Babies are cared for with sensitivity and warmth. For example, when babies are tired or upset, staff cuddle them on a rocking chair and soothe them with a story. These close attachments help children to become more confident.

Children's behaviour is good. Children patiently wait for their turn and share with their friends. Staff gently guide children to speak to adults and other children politely.

This is modelled in the calm and respectful way staff speak to children. As a result, children contribute to a calm atmosphere, where learning can flourish.Children have opportunities to develop independence.

They find their own resources, wash their own hands and serve their own meals. However, occasionally, staff help children with tasks they are capable of completing themselves, which limits their independence.Staff recognise what is special and unique about each child.

For example, children's achievements are shared with parents on a 'wow wall', and staff praise children's talents. Consequently, children are confident and show pride in what they accomplish.Parent partnership is effective.

Parents contribute to setting ambitious goals for their child. They enjoy a wealth of information about their child's achievements, activities and any upcoming events at the nursery. Parents feel able to talk to staff about any support their child needs.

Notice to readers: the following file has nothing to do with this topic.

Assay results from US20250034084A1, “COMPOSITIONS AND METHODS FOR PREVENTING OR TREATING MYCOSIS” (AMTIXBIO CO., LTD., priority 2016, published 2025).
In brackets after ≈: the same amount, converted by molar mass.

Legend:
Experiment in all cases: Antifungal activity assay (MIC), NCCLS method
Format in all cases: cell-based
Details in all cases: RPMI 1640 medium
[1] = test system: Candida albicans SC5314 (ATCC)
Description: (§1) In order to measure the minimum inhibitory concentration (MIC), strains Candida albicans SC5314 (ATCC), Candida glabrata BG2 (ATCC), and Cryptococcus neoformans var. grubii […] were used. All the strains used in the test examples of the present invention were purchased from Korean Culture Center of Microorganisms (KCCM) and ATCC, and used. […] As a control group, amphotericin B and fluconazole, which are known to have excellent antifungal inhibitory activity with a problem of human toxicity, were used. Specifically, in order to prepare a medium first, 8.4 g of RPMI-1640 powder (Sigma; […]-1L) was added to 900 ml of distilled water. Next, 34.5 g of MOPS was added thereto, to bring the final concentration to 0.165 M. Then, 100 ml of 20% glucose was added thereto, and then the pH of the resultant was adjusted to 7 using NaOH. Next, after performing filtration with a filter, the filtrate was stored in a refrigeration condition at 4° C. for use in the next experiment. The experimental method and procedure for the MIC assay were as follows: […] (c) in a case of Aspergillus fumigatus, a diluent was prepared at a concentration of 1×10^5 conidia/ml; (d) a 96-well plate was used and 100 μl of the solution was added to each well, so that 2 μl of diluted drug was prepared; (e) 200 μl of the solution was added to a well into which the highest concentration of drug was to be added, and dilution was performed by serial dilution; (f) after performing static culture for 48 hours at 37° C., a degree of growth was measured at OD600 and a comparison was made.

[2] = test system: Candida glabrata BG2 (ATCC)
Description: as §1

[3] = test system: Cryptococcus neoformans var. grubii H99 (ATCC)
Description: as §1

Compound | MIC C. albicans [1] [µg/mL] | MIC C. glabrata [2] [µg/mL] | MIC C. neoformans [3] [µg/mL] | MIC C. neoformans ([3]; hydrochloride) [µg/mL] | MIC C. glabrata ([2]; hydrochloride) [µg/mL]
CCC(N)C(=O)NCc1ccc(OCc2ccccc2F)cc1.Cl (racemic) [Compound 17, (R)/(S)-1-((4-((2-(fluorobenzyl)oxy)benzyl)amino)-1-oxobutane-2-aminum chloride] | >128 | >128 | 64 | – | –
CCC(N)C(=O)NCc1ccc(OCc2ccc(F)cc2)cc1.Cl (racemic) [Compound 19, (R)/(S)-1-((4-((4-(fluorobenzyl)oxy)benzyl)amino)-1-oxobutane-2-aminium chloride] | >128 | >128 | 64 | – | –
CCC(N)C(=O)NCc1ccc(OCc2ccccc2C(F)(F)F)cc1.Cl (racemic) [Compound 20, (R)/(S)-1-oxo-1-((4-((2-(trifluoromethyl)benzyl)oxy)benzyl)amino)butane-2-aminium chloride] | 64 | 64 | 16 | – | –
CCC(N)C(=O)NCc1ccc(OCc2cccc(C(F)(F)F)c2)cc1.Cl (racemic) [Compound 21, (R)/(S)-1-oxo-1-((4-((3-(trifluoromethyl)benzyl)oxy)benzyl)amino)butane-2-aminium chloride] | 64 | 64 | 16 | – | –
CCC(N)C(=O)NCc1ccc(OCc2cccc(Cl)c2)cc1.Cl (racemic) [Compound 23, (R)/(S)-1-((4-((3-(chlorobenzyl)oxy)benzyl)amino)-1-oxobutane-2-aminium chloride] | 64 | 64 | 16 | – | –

The leadership team offer a wide range of support for staff. Leaders encourage staff to take further training and evaluate the positive impact this has on practice. Leaders support staff well-being to ensure they feel valued and able to focus on their role.

As a result, staff report high levels of satisfaction in their work, and staff turnover is low. However, sometimes, feedback is not focused to help staff improve their practice.


The arrangements for safeguarding are effective.

Staff are knowledgeable about the signs and symptoms of different forms of abuse. They know what action to take if they have safeguarding concerns. Staff explain how they would recognise the signs of physical and emotional abuse, children at risk of female genital mutilation and children who are affected by domestic violence.

Staff help children to understand how to keep themselves safe. Children learn to follow rules that keep them safe while taking managed risks, such as attending a campfire. Staff work effectively with other agencies to keep children safe.

Staff maintain open communication with parents in order to understand the pressures and challenges families are facing. There are robust procedures in place to protect children with food allergies.

What does the setting need to do to improve?

To further improve the quality of the early years provision, the provider should: continue to embed practice, to support staff to plan effective learning opportunities for groups nenhance systems for supervisions of staff, to ensure feedback is sharply focused to improve staff practice nincrease opportunities for children to develop even higher levels of independence.